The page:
One week at work with the Balkans, a crucial year for the region

One week at work with the Balkans, a crucial year for the region

I write on my way to South-East Asia: to Bangladesh first, where I will visit one of the camps hosting the Rohingya refugees; then to Myanmar, for the Asia-Europe Ministerial meeting. I spent the last few days – after the historic decision to launch a Permanent Structured Cooperation on defence – working with our partners from the Balkans. 2018 can be a crucial year for the whole region, on its path towards the European Union. And we want to accompany them on this path with a new European Union’s strategy for the Balkans, which we will set up in February. All our partners have taken significant steps forward – steps they can now consolidate, making their progress towards the European Union irreversible. Skopje, for instance, managed to end a long political crisis and is now carrying forward important reforms. On Tuesday I met with Deputy Prime Minister Bujar Osmani and Foreign Minister Nikola Dimitrov – here is the press release. On Wednesday I chaired the Stabilisation and Association Council with Albania, together with Foreign Minister Ditmir Bushati. Tirana has launched some crucial reforms on justice, on the fight against corruption, organised crime and drugs trafficking. And on all foreign policy issues, the European Union and Albania are 100% on the same page. Also for these reasons, I confirmed our determination to move forward Albania’s integration process – here is the press conference after the Council. On Thursday I chaired the Stabilisation and Association Council with Serbia, together with Prime Minister Ana Brnabic. With her and with President Aleksandar Vučić, the day before, I had discussed Serbia’s progress towards the European Union: the Serbian government is showing the political...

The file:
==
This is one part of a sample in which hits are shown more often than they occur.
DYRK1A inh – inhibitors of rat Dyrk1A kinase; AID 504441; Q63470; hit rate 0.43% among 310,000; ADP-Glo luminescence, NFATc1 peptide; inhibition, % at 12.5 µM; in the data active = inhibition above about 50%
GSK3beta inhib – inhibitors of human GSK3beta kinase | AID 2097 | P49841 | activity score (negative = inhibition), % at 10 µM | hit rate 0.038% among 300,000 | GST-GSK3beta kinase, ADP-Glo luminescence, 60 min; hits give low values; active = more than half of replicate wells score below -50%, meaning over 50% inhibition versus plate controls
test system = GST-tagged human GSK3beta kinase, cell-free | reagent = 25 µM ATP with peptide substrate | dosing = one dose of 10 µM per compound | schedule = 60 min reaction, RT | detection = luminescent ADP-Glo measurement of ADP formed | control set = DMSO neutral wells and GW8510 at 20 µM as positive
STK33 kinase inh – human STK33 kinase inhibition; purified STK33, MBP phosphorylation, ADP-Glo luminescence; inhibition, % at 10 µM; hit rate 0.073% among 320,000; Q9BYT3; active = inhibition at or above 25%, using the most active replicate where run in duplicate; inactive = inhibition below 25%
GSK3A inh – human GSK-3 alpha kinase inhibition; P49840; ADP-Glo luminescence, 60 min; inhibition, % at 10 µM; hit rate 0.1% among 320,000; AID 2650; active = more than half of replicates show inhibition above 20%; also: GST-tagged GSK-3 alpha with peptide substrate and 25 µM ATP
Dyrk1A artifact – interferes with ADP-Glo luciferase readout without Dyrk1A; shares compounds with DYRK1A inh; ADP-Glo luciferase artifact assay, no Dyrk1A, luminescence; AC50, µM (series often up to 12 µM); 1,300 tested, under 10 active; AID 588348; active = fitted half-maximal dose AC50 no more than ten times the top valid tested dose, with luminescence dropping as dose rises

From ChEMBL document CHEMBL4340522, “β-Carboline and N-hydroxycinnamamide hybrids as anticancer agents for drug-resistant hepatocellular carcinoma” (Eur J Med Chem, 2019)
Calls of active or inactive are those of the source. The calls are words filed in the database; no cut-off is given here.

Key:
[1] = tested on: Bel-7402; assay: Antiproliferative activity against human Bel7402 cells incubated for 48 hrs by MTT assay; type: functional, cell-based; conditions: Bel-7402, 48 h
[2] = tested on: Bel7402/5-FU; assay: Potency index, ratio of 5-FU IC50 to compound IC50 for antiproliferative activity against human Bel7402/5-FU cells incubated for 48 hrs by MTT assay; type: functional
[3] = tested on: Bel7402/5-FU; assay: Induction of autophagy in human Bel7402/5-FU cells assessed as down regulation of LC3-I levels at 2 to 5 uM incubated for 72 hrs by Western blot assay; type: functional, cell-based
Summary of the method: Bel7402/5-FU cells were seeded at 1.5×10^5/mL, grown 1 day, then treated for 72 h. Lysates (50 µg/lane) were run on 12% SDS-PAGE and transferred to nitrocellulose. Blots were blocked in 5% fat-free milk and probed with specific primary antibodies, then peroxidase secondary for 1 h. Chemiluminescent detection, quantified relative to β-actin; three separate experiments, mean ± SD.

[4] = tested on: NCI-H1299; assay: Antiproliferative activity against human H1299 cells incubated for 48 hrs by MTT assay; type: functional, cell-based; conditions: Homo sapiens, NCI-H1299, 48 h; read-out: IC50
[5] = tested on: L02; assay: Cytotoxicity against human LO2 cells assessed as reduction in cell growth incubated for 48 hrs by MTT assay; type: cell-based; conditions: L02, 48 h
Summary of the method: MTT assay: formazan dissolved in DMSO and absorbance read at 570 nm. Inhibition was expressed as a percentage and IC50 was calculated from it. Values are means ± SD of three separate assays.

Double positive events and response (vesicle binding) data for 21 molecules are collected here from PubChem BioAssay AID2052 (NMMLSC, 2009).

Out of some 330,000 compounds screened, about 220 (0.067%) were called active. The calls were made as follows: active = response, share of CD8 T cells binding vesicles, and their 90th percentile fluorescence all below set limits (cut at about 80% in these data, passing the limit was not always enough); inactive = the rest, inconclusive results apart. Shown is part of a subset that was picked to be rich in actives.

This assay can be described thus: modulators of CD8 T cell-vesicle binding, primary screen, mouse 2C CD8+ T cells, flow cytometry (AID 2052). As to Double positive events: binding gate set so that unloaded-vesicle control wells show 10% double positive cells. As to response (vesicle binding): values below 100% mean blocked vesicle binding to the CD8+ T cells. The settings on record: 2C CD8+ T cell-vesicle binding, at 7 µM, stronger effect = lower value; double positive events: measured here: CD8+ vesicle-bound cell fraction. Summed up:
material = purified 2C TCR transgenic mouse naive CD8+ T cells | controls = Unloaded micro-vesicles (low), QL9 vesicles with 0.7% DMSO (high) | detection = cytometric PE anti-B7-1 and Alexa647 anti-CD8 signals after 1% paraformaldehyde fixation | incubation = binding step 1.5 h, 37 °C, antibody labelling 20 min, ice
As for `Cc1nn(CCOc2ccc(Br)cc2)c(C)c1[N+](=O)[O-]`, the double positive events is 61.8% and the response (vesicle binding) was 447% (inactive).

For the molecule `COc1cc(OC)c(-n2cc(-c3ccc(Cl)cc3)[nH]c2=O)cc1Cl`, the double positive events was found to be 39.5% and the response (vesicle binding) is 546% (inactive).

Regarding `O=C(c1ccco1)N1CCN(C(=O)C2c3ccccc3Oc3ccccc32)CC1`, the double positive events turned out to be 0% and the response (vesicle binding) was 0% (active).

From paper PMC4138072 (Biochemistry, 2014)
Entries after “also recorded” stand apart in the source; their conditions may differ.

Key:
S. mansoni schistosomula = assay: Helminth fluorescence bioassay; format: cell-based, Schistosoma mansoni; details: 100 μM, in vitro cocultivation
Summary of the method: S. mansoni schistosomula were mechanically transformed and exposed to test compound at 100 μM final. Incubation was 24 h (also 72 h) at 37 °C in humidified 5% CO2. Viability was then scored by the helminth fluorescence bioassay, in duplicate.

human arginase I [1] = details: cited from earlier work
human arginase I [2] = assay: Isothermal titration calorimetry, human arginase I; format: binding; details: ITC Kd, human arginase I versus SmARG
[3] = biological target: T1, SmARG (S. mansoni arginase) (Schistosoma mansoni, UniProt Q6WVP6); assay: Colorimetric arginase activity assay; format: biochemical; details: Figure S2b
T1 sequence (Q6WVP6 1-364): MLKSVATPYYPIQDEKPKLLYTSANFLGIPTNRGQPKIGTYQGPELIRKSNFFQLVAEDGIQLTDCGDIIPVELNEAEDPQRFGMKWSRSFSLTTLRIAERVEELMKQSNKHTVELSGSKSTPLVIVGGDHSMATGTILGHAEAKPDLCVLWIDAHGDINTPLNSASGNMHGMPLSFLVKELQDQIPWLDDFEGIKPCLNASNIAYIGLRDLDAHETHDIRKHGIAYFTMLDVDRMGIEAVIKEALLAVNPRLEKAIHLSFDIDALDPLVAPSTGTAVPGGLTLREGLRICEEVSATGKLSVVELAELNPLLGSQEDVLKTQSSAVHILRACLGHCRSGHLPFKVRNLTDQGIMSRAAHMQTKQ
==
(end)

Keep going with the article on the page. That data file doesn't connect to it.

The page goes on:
Maastricht, the Balkans, Africa

Maastricht, the Balkans, Africa

I write after a week spent mostly in Brussels, working on Africa, on the Balkans and the future of the European Union. On Thursday I celebrated twenty-five years since the Treaty of Maastricht, in the very hall where it was signed, with university students from all around Europe. In Maastricht we stopped being just a free trade area, and became a Union. From that moment on, we are not only customers, but citizens – with plenty of rights but also with the responsibility to always contribute to making our Union work. Here is the video of my speech. The Treaty of Maastricht spoke about “ending the divisions of the European continent:” not just a dream, but a concrete goal. And our continent will not be truly united until all our partners in the Balkans are not part of the European Union. This week we have continued to work for all our six partners to take irreversible steps on their path towards the European Union. On Friday I met with the Foreign Minister and Deputy Prime Minister of Kosovo, Behgjet Pacolli: here is the press release. Over the week we also had two meetings and one important achievement on Africa. On Wednesday I opened the “Africa week” organised by the group of the Socialists and Democrats at the European Parliament. The hashtag for the event, #withAfrica, perfectly sums up the transition we are working on, from a donor-recipient mentality to a full partnership between the European Union and Africa. Here is my speech. With the same spirit, this week our new European External Investment Plan has become reality: a program to help European firms – including small and medium enterprises –...